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Rice

Rice Food Hero Monthly
Magazine

Rice Basics

Choose brown rice more often to get fiber and more vitamins and minerals.

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  • When brown rice is processed to make white rice, the bran layer and the germ - and their nutrients - are removed. White rice labeled enriched has some nutrients added back. Enriched rice should not be rinsed before cooking.
  • Store-brand or bulk rice often costs less than name-brand, pre-cooked, or seasoned rice mixes. Use the cost per ounce on the shelf sticker to compare.

Type of Rice, Texture and Cooking Preparation 

  • Long-grain rice including basmati and jasmine rice
    • Light and fluffy; pieces do not stick together. 1 cup rice + 2 cups liquid = 3 cups cooked rice
  • Medium-grain rice including arborio rice
    • More moist and sticky than long-grain rice. 1 cup rice + 1½ cups liquid = 2½ cups cooked rice
  • Short-grain rice including sushi rice
    • Chewy; sometimes called “sticky rice.” 1 cup rice + 1¼ cups liquid = 2¼ cups cooked rice
  • Brown rice
    • Keeps the bran and germ of the kernel; long and medium grain are the most common. 1 cup rice + 2 ¼ cups liquid = 3¼ cups cooked rice

Rice Math

  • 1 pound uncooked rice = 2¼ cups to 2½ cups

Store Well Waste Less

Dry rice:

  • Store dry rice in a tightly sealed container or bag to keep out dust, moisture and pests.
  • White rice can be stored in the cupboard for several years.
  • Brown rice stored in the cupboard is best if used within 6 months. To store longer, refrigerate up to 12 months or freeze for up to 2 years.

Cooked rice:

  • Store cooked rice in a tightly sealed container in the refrigerator for 3 to 5 days or freeze for up to 6 months. To freeze, divide into single-use portions. Label container with amount and date.

Cook Rice Ahead!

  • Cook enough rice for several uses at one time. Store in the refrigerator or freezer depending on how soon you plan to use it. Use in recipes or add 1 to 2 Tablespoons of water and quickly re-heat in a saucepan or microwave.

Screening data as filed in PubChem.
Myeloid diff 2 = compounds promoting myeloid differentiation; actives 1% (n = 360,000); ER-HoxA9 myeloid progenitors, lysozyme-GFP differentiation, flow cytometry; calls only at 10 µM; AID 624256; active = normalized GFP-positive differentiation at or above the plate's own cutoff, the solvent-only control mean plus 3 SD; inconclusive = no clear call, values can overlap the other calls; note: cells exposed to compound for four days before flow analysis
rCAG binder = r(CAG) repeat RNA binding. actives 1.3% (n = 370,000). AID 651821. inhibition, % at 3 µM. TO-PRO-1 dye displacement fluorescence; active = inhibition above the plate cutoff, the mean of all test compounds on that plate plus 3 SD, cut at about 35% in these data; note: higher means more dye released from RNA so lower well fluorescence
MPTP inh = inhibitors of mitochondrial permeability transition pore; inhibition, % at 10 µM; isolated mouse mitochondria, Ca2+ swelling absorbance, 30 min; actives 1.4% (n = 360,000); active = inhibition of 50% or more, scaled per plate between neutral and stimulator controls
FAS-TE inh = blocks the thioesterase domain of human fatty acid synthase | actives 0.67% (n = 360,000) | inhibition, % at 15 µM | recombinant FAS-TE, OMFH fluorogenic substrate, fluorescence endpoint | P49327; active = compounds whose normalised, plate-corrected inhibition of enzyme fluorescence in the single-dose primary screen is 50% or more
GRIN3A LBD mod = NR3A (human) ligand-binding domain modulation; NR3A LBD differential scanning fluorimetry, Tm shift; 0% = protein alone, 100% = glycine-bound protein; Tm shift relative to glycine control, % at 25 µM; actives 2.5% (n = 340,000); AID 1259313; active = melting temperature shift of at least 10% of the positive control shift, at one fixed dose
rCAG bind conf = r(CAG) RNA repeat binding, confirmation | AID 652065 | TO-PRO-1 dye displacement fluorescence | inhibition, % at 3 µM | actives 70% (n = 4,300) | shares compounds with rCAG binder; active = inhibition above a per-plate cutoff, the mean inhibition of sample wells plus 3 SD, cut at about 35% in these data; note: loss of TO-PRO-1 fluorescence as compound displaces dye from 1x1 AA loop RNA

Rice Math

  • 1 pound uncooked rice = 2¼ cups to 2½ cups

Enjoy Rice

How to Cook Rice

Stovetop

  1. Choose a saucepan with a tight-fitting lid. Rice will triple in size during cooking.
  2. Check the package for the recommended ratio of rice to liquid (water or broth) or use the table on the front of this Monthly.
  3. Bring liquid to a boil, add rice and stir. Cover the saucepan with lid.
  4. Reduce heat to very low. Simmer until tender: white rice for 18 to 20 minutes; brown rice for 40 to 50 minutes.
  5. Taste the rice for tenderness. If not tender, cover and cook 2 to 4 minutes more. Add liquid if needed.
  6. Remove the rice from heat. Let it rest with the lid on for 10 minutes. Fluff it with a fork and serve.

Oven

  1. Combine boiling liquid with rice in a baking dish using the ratio of rice to liquid listed in the table on the front of this Monthly. Stir carefully. Cover tightly.
  2. Bake at 350 degrees F: white rice for 25 to 30 minutes; brown rice for 1 hour.

Rice Cooker

  1. Add amounts of rice and liquid recommended in the directions for the rice cooker using the measuring cup that comes with the rice cooker.
  2. There may be settings for white or brown rice. The cooker will stop automatically by sensing temperature and moisture.

Build a Rice Bowl

  1. Start with 1 cup cooked rice. Try brown rice for a whole-grain choice.
  2. Add 1 cup fruit, vegetables or a mix – fresh, frozen or canned and drained.
  3. 1 cup of cooked, lean protein – beans, eggs, meat, chicken, fish or tofu.
  4. Top it off with nuts, cheese, spices, yogurt or sauce.
  5. Enjoy!

Kids Can!

When kids help make healthy food, they are more likely to try it.Show kids how to: 

  • set the timer for cooking rice.
  • package cooked rice to store in the refrigerator or freezer.
  • chop fruits, veggies or proteins for a Rice Bowl.
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